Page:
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August 29, 2007 / USS
Reflection on the second anniversary
of Hurricane Katrina.

e here in Bay Saint Louis, MS remember a storm that changed not only the entire Mississippi Gulf Coast and New Orleans physically but affected the hearts and minds of uncounted men and women. I do not have the literary prowess of a Jerome LeDoux yet I feel compelled to share with you reflections on this day.

Its been a long time since we shared with you our experiences in 2005. We reported to you the events of that horrible morning and its immediate aftermath. We report to you today that the effects of the storm are still very much with us. Like our brothers and sisters who a few months earlier were struck by tsunamis in Indonesia and India we are still very much in a rebuilding mode.

Here at St. Augustine’s in Bay Saint Louis our buildings and grounds are in good shape. A visitor would think that nothing happened on these grounds two years ago. One would not believe that two years ago at the very time of the day I write waters began to spread and get higher and higher. However, one still sees the effects of that horrendous day not only to our SVD community but the entire area affected by the storm.

For we Divine Word Missionaries our community has shrunk considerably. There are only 10 of us here at the present time. With summer upon us and people traveling there are at this moment only 6 of us here. Four people assigned to the House are in Techny and one in Texas. Yet our spirits are high and we have a wonderful community togetherness.

We are so fortunate because around us people are still hurting. Many are still rebuilding their homes. Medical resources are inadequate. Emotional problems are becoming a real concern. The mental health of people has risen to unheard levels. Suicide rate is up, family problems, abuse, crime, etc. are becoming all too common.

However, if it were not for the Church and religious faith of the people I dare say the problems would be even greater. At Masses I celebrated in Bay Saint Louis and New Orleans this past Sunday the people came and prayed. They cried in New Orleans as the thousand or so people who attend that 11 am mass remembered the long ordeal that they survived and are still experiencing. Yet they come to Church despite the devastation because Church has become a refuge and source of hope. In the churches there are tears but also embraces and joy in the hope that God will not leave us disappointed.

Yes, the Church has played a major role in bringing a sense of normalcy to the people. Not only here in the ravaged areas but in Churches throughout Southwest Louisiana, Texas, Arkansas and Georgia. Many of our parishes have had to take in so many people who had to leave. This vast migration of 2005 after the worst natural disaster in USA history will leave a lasting imprint on this area. It has literally affected the entire Southern Province and greater USA not just Bay Saint Louis.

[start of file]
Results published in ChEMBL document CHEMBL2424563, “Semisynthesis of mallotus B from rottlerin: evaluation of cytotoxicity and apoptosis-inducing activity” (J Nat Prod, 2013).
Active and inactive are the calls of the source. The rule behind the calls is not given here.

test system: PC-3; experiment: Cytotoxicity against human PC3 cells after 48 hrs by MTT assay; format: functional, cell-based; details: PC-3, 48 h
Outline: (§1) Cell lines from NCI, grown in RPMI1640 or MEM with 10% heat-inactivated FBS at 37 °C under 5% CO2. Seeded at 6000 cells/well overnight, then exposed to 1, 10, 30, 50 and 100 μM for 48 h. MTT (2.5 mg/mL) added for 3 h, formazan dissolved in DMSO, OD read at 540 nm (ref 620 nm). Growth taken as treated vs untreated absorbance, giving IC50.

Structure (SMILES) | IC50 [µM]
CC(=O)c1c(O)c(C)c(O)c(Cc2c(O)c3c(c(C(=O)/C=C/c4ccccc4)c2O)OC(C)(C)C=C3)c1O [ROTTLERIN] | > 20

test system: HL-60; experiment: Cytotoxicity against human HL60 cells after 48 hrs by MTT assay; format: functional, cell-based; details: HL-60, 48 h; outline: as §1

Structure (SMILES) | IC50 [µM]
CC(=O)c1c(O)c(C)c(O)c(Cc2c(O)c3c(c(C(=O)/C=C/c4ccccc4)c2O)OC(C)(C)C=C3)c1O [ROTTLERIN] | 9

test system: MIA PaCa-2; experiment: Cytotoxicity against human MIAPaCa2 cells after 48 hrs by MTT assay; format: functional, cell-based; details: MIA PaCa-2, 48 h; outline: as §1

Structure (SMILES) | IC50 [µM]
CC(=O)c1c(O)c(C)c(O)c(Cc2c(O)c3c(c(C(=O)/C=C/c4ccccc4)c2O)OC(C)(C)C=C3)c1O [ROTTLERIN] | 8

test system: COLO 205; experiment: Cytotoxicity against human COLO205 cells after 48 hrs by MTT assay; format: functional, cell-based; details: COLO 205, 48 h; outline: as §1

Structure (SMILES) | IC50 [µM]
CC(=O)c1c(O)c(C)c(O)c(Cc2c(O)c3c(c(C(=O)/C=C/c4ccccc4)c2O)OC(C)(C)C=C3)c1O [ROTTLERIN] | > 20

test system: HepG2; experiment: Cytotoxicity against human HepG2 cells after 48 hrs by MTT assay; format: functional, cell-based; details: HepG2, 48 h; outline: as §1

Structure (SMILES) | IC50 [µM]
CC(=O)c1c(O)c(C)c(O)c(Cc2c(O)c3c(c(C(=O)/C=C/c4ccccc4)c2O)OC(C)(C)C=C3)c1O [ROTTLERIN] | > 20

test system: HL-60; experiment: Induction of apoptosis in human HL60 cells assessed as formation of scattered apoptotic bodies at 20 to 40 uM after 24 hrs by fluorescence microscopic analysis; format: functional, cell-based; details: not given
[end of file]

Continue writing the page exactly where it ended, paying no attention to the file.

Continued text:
I suppose the greatest gift we have received as SVDs who encountered Katrina is the generosity and volunteer efforts from literally thousands of people. So many volunteers came and helped us out here at the Bay. We could never had cleaned up things without their assistance. To them we will be eternally grateful.

Another gift is from our own Divine Word Missionaries from throughout the world. So much generosity came from SVD throughout the world. Not only monetary but letters of support and encouragement.

The Generalate for instance has been most supportive. One concrete example is their asking about our condition in just about every letter we receive. They ask about the Retreat Center and its status for they know that this place can be a real beacon of hope to the many who are suffering spiritually and emotionally. To Father Pernia and the others on the Generalate staff we say thanks. We want you to know the Retreat Center has been a source of refuge to countless volunteers from throughout the USA this past year. Next year we hope to reopen the Retreat Center.

Many things have happened since that storm. We lost good men like Robert Pung and Joe Simon. Yet our Province moves on and with young men coming into our Province and new horizons opening up the future looks bright. Every storm has an end and like our brothers and sisters in Indonesia we will come back.

To all of you who care about us we say thank you. To the many friends of the SVD we appreciate your kindness and prayers. To belong to the SVD is both a privilege and an honor.

Hard to believe that the very hour I write these words we were on the second floor of Christman hall wondering if we would have to up on the roof. Yes, as the song says “Lord we’ve come a mighty long way”.

jim pawlicki, svd